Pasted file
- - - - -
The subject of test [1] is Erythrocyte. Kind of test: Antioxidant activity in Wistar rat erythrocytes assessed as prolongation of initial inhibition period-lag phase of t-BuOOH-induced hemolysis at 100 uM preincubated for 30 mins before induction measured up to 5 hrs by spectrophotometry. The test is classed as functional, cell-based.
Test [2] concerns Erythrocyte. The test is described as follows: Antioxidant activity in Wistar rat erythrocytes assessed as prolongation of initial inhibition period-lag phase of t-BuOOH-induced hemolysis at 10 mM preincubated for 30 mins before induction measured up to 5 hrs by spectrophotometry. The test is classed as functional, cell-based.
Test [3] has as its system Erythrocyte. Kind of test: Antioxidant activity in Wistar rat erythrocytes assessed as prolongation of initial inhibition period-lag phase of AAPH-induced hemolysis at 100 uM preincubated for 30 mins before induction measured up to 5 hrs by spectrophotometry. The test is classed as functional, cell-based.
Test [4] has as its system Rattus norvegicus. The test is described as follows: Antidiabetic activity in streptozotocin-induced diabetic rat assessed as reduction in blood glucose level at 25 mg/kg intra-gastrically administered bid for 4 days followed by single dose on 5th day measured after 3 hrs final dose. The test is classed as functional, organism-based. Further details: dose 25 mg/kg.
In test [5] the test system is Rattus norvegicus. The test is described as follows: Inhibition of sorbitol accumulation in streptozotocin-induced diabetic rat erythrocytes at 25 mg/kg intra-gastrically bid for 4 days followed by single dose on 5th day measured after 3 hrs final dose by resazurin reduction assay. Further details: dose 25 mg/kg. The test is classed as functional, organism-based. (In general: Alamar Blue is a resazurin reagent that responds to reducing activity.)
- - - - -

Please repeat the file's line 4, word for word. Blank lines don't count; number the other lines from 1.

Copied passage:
Test [4] has as its system Rattus norvegicus. The test is described as follows: Antidiabetic activity in streptozotocin-induced diabetic rat assessed as reduction in blood glucose level at 25 mg/kg intra-gastrically administered bid for 4 days followed by single dose on 5th day measured after 3 hrs final dose. The test is classed as functional, organism-based. Further details: dose 25 mg/kg.